TLC is an American pay television channel, owned by Discovery, Inc. Focused on educational and learning content, by the late 1990s, the network began to focus towards reality series involving lifestyles, family life, personal stories; as of February 2015, TLC was available to watch in 95 million American households in the United States. The channel was founded in 1972 by the Department of Health and Welfare and NASA as the Appalachian Community Service Network, was an informative and instructional network focused on providing real education through the medium of television. ACSN was privatized in 1980, its name was changed to The Learning Channel in November of that year; the channel featured documentary content pertaining to nature, history, current events, technology, home improvement, other information-based topics. These are agreed to have been more focused, more technical, of a more academic nature than the content, being broadcast at the time on its rival, The Discovery Channel; the channel was geared toward an inquisitive and narrow audience during this time, had modest ratings except for the boating safety series Captain's Log and hosted by Mark Graves, a.k.a.
Captain Mark Gray. Captain's Log aired weekly in primetime on TLC from 1987 to 1990, it achieved between a 4.5 to 6 share in the ratings and was the highest compensated series in the history of TLC with over 30 times the compensation of any other TLC series. By the early 1990s, The Learning Channel was a sister channel to the Financial News Network, which owned 51 percent of the channel with Infotechnology Inc. After FNN went into bankruptcy in 1991, the Discovery Channel's owners went into discussions to purchase The Learning Channel. An agreement was made with Infotech to buy their shares for $12.75 million. The non-profit Appalachian Community Service Network owned 35 percent of the network, was bought out; the Learning Channel continued to focus on instructional and educational programming through much of the 1990s, but began to air shows less focused on education and themed more toward popular consumption and mass marketing. TLC still aired educational programs such as Paleoworld, though more and more of its programming began to be devoted to niche audiences for shows regarding subjects like home improvement and crafts, crime programs such as The New Detectives, medical programming, other shows that appealed to daytime audiences housewives.
This was to be indicative of a major change in programming content and target audience over the next few years. Due to poor ratings from a narrow target audience, TLC began to explore new avenues starting in the late 1990s, deemphasizing educational material in favor of entertainment. "Ready Set Learn", the network's children's program block, was reduced through the years as the network deliberately redirected viewers towards the full-day lineup of children's programming on Discovery Kids. The block was dropped in late 2008, Cable in the Classroom programming, meant for recording by teachers, had disappeared by the early 2000s. In 1998, the channel began to distance itself from its original name "The Learning Channel", instead began to advertise itself only as "TLC". During this period, there was a huge shift in content, with most new programming being geared towards reality-drama and interior design shows; the huge success of shows like Trading Spaces, Junkyard Wars, A Wedding Story, A Baby Story exemplified this new shift in programming towards more mass-appeal shows.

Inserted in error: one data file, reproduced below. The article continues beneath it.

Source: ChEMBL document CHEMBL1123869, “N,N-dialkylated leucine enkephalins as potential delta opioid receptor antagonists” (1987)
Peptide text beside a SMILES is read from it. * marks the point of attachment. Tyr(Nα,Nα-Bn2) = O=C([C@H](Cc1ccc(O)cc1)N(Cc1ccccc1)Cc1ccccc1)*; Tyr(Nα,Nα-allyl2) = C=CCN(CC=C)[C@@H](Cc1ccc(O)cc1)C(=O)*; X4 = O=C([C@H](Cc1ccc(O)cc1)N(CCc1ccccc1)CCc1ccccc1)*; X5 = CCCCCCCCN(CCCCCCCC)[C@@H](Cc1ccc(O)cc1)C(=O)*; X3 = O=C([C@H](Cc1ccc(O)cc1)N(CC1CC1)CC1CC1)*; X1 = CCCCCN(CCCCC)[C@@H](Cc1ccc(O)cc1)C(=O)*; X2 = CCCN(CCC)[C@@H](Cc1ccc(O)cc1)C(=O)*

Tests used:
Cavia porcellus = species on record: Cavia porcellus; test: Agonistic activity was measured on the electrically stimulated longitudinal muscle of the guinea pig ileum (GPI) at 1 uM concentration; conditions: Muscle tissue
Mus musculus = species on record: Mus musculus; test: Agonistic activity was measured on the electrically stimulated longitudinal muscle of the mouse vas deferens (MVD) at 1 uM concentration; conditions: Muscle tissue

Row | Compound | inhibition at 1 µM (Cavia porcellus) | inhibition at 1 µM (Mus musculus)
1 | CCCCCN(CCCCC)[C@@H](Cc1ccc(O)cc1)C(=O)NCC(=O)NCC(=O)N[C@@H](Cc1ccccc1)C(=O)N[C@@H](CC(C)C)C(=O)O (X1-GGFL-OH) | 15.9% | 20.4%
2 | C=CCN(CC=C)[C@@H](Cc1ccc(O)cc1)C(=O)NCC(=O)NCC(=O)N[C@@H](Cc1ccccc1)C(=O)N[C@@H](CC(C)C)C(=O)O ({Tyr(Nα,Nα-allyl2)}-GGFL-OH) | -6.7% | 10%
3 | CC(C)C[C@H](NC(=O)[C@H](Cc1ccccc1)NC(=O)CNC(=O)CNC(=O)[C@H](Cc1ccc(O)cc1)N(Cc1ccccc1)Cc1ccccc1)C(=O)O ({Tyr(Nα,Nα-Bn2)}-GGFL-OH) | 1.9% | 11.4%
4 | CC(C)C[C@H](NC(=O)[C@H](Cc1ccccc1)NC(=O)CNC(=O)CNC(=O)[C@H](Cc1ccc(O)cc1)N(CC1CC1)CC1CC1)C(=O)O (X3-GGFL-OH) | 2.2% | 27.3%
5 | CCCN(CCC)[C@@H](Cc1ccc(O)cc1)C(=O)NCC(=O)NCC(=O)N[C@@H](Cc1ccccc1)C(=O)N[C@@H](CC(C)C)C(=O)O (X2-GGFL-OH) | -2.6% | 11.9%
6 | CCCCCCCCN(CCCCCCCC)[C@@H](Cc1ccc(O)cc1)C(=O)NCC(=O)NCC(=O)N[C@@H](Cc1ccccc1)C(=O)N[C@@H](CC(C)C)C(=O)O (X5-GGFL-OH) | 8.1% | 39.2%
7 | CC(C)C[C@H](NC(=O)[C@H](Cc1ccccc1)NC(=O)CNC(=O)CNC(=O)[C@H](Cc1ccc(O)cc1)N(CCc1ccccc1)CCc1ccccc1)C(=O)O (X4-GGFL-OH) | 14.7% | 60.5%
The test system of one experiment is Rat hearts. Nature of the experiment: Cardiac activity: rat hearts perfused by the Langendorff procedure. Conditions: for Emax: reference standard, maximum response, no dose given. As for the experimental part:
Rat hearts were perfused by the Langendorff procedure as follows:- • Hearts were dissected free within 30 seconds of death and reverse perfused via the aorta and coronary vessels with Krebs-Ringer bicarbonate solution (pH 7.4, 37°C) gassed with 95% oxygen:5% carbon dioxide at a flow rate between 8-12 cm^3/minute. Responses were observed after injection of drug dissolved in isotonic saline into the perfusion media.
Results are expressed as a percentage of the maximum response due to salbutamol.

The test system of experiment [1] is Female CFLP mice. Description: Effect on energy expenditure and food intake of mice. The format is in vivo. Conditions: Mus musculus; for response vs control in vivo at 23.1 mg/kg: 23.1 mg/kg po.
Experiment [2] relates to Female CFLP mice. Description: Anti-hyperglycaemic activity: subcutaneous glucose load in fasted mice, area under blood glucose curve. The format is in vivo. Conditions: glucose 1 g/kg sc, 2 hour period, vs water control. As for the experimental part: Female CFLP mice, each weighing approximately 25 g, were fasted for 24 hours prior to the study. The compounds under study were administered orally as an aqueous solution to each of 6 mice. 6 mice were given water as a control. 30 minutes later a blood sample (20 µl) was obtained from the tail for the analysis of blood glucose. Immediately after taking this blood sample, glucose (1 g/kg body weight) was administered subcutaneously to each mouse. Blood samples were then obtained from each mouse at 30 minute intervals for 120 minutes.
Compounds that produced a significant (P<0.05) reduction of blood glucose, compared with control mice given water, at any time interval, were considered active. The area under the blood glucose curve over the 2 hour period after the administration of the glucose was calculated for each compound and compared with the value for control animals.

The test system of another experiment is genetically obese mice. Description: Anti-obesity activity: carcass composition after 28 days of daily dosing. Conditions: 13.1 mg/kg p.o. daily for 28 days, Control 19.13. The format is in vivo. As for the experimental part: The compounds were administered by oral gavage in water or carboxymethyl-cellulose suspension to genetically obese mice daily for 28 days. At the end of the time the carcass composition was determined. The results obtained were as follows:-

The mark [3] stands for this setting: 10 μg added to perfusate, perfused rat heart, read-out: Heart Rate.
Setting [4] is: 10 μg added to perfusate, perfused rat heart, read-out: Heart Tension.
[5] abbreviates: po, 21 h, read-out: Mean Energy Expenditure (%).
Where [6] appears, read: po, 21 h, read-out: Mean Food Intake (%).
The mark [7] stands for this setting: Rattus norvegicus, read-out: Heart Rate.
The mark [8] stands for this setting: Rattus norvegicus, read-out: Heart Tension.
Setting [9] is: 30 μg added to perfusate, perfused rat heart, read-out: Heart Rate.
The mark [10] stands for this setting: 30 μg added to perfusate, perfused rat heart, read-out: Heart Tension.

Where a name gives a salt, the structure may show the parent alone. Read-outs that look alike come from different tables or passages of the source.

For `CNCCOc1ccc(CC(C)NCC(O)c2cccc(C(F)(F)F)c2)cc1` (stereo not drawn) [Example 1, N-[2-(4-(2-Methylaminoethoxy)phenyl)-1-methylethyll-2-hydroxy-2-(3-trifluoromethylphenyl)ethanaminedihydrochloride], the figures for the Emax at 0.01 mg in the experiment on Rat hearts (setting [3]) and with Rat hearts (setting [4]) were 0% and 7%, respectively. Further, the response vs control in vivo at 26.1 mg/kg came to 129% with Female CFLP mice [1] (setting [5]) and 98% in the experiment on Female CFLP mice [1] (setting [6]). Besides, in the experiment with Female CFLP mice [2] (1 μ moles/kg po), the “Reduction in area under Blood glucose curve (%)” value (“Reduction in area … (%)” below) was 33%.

This came at a time when Discovery itself was overhauling much of its own programming, introducing shows like American Chopper. Much of the old, more educationally focused programming can still be found dispersed amongst other channels owned by Discovery Communications. Most of TLC's programming today is geared towards reality-based drama or interests such as home design, emergency room or medical dramas, extreme weather, law enforcement and human interest programs. On March 27, 2006, the network launched a new look and promotional campaign, dropping the "Life Unscripted" tag and introducing a new theme, "Live and learn", trying to turn around the network's reliance on decorating shows and reality programming; as part of the new campaign, the channel's original name, "The Learning Channel", returned to occasional usage in promotions. The new theme played on life lessons, which featured in the network's advertising and promotional clips; this campaign used humor to appeal to a target audience in their 30s.
In early March 2008, TLC launched a refreshed look and promotional campaign, alongside a new slogan: "Life surprises". This new slogan came as TLC began to shift more to personal stories, away from the once-dominating home improvement shows. Programs focused on family life became the core of the channel. Jon & Kate Plus 8, which by 2008 was the highest-rated program on TLC, Little People, Big World were joined by 17 Kids and Counting, Table for 12 in 20
Planning permission or developmental approval refers to the approval needed for construction or expansion in some jurisdictions. It is given in the form of a building permit; the new construction must be inspected during construction and after completion to ensure compliance with national and local building codes. Planning is dependent on the site's zone – for example, one cannot obtain permission to build a nightclub in an area where it is inappropriate such as a high-density suburb. Failure to obtain a permit can result in fines and demolition of unauthorized construction if it cannot be made to meet code. House building permits, for example, are subject to local housing statutes; the criteria for planning permission are a part of urban planning and construction law, are managed by town planners employed by local governments. Since building permits precede outlays for construction, employment and furnishings, they are used as a leading indicator for developments in other areas of the economy.